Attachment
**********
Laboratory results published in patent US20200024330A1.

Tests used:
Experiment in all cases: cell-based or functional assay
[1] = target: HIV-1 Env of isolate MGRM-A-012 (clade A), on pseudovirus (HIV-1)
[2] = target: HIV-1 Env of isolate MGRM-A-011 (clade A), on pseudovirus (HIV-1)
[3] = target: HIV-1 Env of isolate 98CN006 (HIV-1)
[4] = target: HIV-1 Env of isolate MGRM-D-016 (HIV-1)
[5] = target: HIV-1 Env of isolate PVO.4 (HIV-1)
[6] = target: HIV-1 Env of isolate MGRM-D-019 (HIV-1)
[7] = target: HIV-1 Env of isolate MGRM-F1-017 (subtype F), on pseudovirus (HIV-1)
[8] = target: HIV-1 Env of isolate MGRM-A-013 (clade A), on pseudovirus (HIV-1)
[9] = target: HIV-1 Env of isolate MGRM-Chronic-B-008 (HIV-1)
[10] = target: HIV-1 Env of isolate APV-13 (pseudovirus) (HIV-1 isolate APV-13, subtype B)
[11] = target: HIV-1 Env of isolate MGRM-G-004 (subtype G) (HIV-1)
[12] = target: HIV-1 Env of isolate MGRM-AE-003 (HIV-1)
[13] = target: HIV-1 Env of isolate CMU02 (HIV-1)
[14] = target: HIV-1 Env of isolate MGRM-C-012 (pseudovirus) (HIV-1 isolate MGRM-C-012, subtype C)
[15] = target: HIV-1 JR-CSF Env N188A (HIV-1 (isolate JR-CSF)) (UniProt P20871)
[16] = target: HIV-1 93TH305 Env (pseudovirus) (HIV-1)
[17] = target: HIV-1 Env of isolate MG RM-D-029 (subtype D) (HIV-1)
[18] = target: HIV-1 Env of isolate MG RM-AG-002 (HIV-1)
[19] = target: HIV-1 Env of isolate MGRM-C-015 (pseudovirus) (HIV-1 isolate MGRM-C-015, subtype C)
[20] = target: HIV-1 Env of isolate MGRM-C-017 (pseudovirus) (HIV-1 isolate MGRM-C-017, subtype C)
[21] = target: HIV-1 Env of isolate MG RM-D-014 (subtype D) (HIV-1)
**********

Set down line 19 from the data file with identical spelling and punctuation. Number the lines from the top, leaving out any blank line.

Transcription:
[16] = target: HIV-1 93TH305 Env (pseudovirus) (HIV-1)